Media Coverage of Russia & Ukraine Reveals Racist Undertones


Canva Illustration by Marlene Garcia/ The Runner

Ernesto Leon, Assistant Features Editor

The unjust invasion of Ukraine by Russia has been all over the news worldwide. With such a mass amount of coverage, there have been way too many situations of prejudiced reporting when it comes to this topic, especially by Western media. It’s important to call it out and have individuals reassess themselves before making comments that add to the racial and ethnic discrimination that exists in our society.  

It’s significant to explain that racism is a very complex term. It’s so much more than a personal ideology, more than anything it’s a system. David T. Wellman, who is well known for his contribution to racial studies with his book “Portraits of White Racism,” gives a very accurate definition of what many see as racism today being a mix of cultural messages which is the focus here, but also policies and actions of individuals in a society.  

An example of this prejudicial coverage was in an on-air segment by NBC News correspondent Kelly Cobiela, who said, “These are not refugees from Syria, these are refugees from Ukraine… These are Christians, they’re white, they’re very similar.”  

This was a statement made on national TV. Is she directly saying that white refugees are more important to care about than middle eastern refugeesNo. Is that the implication I’m getting? Yes. This is the type of racism that is a lot more common in society, and we saw it again on national TV.  

On an on-air segment by CBS News with Charlie D’agata, a foreign news correspondent said, “This isn’t a place (Ukraine) like Iraq or Afghanistan, this is a relatively civilized, relatively European city where you wouldn’t expect that or hope that it’s going to happen.”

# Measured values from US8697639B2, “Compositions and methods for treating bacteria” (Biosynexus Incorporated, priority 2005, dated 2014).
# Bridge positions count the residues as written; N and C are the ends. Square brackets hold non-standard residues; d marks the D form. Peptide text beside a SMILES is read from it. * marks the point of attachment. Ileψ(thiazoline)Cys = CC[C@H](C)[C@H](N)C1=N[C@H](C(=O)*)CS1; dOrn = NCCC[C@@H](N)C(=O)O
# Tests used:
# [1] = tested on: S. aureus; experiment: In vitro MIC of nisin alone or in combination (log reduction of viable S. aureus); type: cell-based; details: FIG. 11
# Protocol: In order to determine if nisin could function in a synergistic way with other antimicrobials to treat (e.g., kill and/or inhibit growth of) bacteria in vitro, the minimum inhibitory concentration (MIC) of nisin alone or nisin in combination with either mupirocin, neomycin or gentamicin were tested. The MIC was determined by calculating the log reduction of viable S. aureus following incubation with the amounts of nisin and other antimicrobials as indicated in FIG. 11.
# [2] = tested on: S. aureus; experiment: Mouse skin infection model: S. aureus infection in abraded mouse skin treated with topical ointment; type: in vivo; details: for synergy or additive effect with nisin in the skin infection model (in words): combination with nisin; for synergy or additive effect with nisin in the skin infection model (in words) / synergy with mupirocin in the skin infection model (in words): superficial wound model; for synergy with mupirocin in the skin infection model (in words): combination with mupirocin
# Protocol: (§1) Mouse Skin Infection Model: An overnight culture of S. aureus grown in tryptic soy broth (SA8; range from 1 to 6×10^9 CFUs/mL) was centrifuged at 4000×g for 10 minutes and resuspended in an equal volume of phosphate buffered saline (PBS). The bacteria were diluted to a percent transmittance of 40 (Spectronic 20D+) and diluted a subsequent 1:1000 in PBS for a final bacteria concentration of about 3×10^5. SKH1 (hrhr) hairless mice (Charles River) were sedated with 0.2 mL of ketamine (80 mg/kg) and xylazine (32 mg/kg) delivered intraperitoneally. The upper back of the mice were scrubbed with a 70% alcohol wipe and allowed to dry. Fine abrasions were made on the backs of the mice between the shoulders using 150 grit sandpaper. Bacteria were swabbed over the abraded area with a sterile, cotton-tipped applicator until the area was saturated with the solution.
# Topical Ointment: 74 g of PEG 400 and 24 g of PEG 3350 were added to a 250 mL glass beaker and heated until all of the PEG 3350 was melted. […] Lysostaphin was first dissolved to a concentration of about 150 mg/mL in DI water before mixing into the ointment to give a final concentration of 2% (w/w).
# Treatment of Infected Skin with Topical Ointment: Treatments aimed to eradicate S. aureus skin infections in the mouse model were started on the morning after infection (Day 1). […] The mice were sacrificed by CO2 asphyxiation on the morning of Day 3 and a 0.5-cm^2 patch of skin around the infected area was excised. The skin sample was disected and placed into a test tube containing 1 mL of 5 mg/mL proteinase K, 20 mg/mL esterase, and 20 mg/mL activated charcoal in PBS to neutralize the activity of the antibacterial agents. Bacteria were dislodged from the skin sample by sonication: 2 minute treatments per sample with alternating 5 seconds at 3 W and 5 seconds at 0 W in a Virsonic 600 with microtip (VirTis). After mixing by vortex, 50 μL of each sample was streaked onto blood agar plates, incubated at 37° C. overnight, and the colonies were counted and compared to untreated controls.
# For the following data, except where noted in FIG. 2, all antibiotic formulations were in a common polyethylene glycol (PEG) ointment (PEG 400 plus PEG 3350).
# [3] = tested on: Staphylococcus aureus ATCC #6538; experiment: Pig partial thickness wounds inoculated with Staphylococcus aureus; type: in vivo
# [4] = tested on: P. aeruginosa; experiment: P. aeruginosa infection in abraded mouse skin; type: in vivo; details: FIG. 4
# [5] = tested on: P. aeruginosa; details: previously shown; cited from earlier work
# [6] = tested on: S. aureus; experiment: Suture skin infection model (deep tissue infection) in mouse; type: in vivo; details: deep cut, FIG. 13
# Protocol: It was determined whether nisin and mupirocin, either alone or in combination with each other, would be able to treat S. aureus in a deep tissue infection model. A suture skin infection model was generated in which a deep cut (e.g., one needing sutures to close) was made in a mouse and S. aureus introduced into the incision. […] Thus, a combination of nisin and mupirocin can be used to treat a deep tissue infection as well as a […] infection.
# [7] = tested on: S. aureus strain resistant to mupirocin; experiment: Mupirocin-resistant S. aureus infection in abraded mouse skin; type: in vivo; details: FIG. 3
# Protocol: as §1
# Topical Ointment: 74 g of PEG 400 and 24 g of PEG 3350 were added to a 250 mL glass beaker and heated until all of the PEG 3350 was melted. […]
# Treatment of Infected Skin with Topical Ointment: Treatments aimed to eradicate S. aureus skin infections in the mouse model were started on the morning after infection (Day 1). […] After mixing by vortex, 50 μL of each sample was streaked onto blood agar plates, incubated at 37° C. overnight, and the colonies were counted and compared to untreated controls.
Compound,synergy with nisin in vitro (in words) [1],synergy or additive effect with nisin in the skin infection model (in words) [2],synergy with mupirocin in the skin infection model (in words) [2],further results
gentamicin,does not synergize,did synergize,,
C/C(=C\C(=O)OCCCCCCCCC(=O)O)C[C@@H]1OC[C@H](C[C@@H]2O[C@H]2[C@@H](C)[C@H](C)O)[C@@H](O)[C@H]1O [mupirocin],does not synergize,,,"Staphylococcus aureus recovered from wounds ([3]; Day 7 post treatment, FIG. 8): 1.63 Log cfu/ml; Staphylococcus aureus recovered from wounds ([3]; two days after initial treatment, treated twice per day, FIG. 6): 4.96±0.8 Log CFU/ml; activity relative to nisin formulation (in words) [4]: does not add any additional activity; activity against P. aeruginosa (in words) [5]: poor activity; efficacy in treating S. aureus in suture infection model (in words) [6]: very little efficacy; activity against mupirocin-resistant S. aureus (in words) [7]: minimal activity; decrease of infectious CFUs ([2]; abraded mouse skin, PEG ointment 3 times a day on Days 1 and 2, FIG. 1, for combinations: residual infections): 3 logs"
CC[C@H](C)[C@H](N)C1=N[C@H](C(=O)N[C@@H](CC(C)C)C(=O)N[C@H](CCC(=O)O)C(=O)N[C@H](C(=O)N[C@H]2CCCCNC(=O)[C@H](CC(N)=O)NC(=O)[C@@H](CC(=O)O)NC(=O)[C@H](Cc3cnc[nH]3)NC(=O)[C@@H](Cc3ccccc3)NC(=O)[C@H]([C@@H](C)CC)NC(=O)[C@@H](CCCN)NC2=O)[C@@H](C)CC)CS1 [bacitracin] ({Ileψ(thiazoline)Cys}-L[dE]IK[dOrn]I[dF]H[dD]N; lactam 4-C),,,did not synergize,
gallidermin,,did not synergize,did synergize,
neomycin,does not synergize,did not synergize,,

The word that really gets me here is civilized.” War and violence do not belong to BIPOC communities, and it’s tiring to view cultural messages like this on such grand platforms. I’m tired of the Angry Black Woman” trope, the Crime committing Mexican trope, the savage Native trope, and the many others that exist for marginalized communities. As people, we should hope that war is not wanted anywhere, not just in European nations.   

There was also a statement made by Deputy Chief Prosecutor of Ukraine, David Sakvarelidze, on BBC news that demonstrated how much society links whiteness to validness“It’s very emotional for me because I see European people with blue eyes and blonde hair being killed.”  

Now, death is sad no matter the reason, but it’s interesting to think of why he would add those physical features to his statement. To garner more sympathy? To try and appeal to certain people? I don’t know, but what I do know is that it’s this rhetoric that will continue to dehumanize people who don’t fit into the standard.  

I want to end this off by giving what I believe is the best advice to help deter these types of microaggressions that happen in our communities and relationships. It’s advice that I got from Ibram X. Kendi, from his research known as a term as “anti-racist.” In order to truly make a more justified society, a world that thinks before it speaks we have to seek to be anti-racist. It’s not enough to be passive about racism because that is still contributing to the problem. One has to actively seek to speak out against injustice as well as want to learn why the issues are there and the best way to solve them.